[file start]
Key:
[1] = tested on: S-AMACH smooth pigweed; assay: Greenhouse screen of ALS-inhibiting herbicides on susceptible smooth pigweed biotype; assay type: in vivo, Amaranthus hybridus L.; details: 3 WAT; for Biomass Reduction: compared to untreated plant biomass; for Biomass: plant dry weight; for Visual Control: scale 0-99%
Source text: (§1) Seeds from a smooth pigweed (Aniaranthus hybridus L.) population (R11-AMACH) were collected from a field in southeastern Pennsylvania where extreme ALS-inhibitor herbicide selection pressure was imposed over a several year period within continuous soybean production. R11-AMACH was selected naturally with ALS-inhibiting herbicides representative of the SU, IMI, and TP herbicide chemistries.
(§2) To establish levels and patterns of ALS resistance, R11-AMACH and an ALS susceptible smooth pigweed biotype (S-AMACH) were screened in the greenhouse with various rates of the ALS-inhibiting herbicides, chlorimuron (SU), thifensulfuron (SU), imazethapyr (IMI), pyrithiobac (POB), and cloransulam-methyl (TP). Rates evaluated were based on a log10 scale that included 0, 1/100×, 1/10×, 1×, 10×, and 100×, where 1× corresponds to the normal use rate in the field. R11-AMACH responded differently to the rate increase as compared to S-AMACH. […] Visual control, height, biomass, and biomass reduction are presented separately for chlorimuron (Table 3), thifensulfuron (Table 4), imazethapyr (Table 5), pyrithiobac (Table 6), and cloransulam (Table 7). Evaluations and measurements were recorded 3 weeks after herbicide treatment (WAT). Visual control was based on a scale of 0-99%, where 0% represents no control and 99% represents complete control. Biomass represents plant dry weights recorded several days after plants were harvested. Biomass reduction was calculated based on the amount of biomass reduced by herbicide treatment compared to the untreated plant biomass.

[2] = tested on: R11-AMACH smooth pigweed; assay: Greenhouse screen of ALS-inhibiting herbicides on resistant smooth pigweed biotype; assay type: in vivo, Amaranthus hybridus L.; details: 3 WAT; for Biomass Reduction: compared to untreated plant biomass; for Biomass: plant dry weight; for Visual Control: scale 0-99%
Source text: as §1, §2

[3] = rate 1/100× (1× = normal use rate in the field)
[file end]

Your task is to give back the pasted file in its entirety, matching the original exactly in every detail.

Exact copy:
Key:
[1] = tested on: S-AMACH smooth pigweed; assay: Greenhouse screen of ALS-inhibiting herbicides on susceptible smooth pigweed biotype; assay type: in vivo, Amaranthus hybridus L.; details: 3 WAT; for Biomass Reduction: compared to untreated plant biomass; for Biomass: plant dry weight; for Visual Control: scale 0-99%
Source text: (§1) Seeds from a smooth pigweed (Aniaranthus hybridus L.) population (R11-AMACH) were collected from a field in southeastern Pennsylvania where extreme ALS-inhibitor herbicide selection pressure was imposed over a several year period within continuous soybean production. R11-AMACH was selected naturally with ALS-inhibiting herbicides representative of the SU, IMI, and TP herbicide chemistries.
(§2) To establish levels and patterns of ALS resistance, R11-AMACH and an ALS susceptible smooth pigweed biotype (S-AMACH) were screened in the greenhouse with various rates of the ALS-inhibiting herbicides, chlorimuron (SU), thifensulfuron (SU), imazethapyr (IMI), pyrithiobac (POB), and cloransulam-methyl (TP). Rates evaluated were based on a log10 scale that included 0, 1/100×, 1/10×, 1×, 10×, and 100×, where 1× corresponds to the normal use rate in the field. R11-AMACH responded differently to the rate increase as compared to S-AMACH. […] Visual control, height, biomass, and biomass reduction are presented separately for chlorimuron (Table 3), thifensulfuron (Table 4), imazethapyr (Table 5), pyrithiobac (Table 6), and cloransulam (Table 7). Evaluations and measurements were recorded 3 weeks after herbicide treatment (WAT). Visual control was based on a scale of 0-99%, where 0% represents no control and 99% represents complete control. Biomass represents plant dry weights recorded several days after plants were harvested. Biomass reduction was calculated based on the amount of biomass reduced by herbicide treatment compared to the untreated plant biomass.

[2] = tested on: R11-AMACH smooth pigweed; assay: Greenhouse screen of ALS-inhibiting herbicides on resistant smooth pigweed biotype; assay type: in vivo, Amaranthus hybridus L.; details: 3 WAT; for Biomass Reduction: compared to untreated plant biomass; for Biomass: plant dry weight; for Visual Control: scale 0-99%
Source text: as §1, §2

[3] = rate 1/100× (1× = normal use rate in the field)